Contact Lens

The field of optometry changes quickly, and now many more patients are able to enjoy the flexibility of wearing contact lenses to correct their vision. Contact lenses are available to correct almost all refractive conditions. Contact lens exams include tests that are not always performed in regular eye exams, so if you are considering contact lenses, be sure to let us know when you schedule your exam. This allows us to schedule the extra time required for contact lens fitting or prescription updates.

Scheduling your general eye exam and your contact lens exam for the same visit will save you time and money. Performing these exams at different locations or with different optometrists can lead to repeated tests and additional fees.

Soft Lenses

Soft contact lenses are used to correct all types of vision problems including myopia (nearsightedness), hyperopia (farsightedness), astigmatism, and presbyopia. Most soft contact lenses are available as daily disposables or monthly replacement lenses, including lenses you can sleep in if your eyes are a good candidate for overnight wear. It is really important to us that we understand your needs, lifestyle, and expectations so we can determine the right lens for you. With so many lenses available today contact lens wear should provide you extremely comfortable wear, excellent vision, and healthy, white eyes. If your lens wear does not fit that description there is probably a better lens available for you.

Gas-Permeable (GP) Lenses

Rigid Gas-Permeable Lenses are contact lenses that provide correction for all vision problems. Most patients today wear soft lenses, but sometimes these lenses are indicated as a better option, particularly with patients who have keratoconus in which soft lenses rarely provide excellent vision for those patients.

Multifocal Lenses

Multifocal contact lenses are now available and afford patients excellent distance and near vision. Presbyopia usually begins in early to mid 40’s when we notice that our near vision becomes difficult when wearing distance glasses or contacts. People will complain that their arms are too short and they have to hold reading material further away in order to focus.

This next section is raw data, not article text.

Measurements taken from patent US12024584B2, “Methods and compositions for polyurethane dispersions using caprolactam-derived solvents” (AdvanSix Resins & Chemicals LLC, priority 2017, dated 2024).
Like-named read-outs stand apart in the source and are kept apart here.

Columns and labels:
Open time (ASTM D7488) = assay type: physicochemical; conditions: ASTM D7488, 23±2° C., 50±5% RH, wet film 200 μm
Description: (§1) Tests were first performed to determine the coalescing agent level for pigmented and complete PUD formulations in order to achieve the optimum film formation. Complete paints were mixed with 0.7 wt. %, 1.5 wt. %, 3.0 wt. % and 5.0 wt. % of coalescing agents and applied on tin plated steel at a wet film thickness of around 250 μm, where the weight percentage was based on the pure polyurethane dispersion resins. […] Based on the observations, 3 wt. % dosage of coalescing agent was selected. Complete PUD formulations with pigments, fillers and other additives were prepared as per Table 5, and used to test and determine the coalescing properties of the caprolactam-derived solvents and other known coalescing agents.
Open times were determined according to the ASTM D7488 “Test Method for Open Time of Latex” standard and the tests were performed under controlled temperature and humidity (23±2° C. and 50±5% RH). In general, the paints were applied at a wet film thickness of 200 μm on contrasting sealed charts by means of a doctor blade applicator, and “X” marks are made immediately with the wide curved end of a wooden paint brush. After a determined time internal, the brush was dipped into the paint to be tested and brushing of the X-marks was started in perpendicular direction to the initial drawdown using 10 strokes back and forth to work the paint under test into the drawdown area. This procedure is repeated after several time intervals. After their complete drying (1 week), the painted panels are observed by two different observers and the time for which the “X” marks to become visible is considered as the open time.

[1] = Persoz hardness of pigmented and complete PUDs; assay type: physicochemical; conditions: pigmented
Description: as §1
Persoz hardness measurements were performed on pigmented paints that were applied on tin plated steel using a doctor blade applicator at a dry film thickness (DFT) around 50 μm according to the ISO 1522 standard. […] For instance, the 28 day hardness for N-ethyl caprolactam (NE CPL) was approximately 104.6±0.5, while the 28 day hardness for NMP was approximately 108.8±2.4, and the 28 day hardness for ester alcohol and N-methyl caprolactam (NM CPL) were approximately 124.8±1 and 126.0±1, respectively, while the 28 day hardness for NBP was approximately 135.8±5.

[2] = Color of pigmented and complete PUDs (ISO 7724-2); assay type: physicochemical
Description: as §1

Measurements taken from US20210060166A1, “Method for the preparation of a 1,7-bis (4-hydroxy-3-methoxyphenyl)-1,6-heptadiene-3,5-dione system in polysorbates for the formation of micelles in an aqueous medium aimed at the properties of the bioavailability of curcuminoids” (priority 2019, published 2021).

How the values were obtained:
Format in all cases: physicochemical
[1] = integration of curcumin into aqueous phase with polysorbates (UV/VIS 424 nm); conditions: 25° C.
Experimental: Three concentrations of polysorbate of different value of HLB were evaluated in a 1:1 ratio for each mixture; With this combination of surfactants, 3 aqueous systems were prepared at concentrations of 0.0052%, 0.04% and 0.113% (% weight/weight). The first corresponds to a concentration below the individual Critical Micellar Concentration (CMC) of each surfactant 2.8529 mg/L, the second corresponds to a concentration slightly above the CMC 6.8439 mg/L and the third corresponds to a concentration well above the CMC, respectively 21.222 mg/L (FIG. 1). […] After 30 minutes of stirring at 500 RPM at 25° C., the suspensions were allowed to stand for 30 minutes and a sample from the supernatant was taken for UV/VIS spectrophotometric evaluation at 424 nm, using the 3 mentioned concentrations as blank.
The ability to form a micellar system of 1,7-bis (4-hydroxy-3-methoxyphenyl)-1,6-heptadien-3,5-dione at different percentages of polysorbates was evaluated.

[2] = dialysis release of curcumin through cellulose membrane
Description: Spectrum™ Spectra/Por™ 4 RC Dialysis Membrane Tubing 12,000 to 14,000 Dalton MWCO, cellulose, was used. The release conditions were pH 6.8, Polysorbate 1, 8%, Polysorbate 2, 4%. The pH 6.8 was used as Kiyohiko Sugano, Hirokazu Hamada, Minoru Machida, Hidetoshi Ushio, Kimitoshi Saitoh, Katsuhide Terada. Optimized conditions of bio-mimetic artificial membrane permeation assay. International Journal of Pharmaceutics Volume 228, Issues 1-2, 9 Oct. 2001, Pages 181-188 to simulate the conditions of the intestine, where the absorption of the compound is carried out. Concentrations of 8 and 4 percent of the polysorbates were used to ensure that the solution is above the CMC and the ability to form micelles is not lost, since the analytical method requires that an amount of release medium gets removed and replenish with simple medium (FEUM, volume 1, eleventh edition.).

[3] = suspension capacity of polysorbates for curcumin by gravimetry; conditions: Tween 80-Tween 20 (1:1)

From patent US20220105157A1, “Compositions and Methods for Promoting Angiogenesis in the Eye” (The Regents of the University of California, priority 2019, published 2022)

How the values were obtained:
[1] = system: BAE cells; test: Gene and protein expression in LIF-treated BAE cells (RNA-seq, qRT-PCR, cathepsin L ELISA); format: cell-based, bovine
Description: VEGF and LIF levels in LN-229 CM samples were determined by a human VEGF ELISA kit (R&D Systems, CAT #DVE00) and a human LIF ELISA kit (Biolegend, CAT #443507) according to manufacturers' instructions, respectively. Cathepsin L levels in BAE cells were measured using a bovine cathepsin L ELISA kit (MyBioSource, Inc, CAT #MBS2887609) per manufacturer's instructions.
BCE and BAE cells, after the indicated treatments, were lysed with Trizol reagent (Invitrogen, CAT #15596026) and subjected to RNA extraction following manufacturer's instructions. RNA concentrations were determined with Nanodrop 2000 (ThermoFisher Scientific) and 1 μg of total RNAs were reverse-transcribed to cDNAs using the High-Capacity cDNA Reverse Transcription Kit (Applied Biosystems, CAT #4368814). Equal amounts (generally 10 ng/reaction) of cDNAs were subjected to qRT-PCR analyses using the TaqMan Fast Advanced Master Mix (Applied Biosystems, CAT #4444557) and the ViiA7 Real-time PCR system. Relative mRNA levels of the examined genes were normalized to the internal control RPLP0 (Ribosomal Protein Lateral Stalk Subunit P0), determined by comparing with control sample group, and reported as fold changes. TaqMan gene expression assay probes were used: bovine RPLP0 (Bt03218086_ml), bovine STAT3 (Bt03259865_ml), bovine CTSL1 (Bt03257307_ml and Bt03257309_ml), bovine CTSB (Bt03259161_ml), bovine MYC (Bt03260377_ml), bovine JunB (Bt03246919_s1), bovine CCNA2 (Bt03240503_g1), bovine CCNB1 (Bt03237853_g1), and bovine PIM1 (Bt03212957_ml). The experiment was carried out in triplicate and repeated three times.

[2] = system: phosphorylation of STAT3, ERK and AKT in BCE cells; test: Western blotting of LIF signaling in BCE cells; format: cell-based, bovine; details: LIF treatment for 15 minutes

Prior to the availability of multifocal (bifocal) contacts, lens wearers either had to use reading glasses over their contacts or they were fit with monovision (where one eye is fit with a lens for distance viewing and the other eye had a lens that would focus for near objects). This configuration works about 95% of the time. However, bifocal contacts provide more natural vision and it is why it is the preferred method today.

Dr. Lucas is one of the most experienced doctors when it comes to fitting bifocal contact lenses. As a bifocal contact lens wearer himself his patients benefit from his expertise in this area. Distance vision is usually as good as single vision contact lenses provide, but with the added ability to easily read print smaller than the phone book. And, because these lenses are concentrically designed there is no need to find a spot in the lens to focus for distance or near tasks, as is necessary with progressive or bifocal glasses. You will feel like someone turned the clock back to what it was like to look across the street or read your cell phone as you did in your 30’s.

You will find Dr. Lucas is meticulous in helping you achieve clear and comfortable vision throughout the fitting process.

If you are concerned that you may be suffering from presbyopia but want to try contacts, it is really important to find someone who is skilled at fitting patients for these types of lenses.

Other Lenses

Info coming soon.

If you have any questions about our services, please contact us today at (818) 348-1266.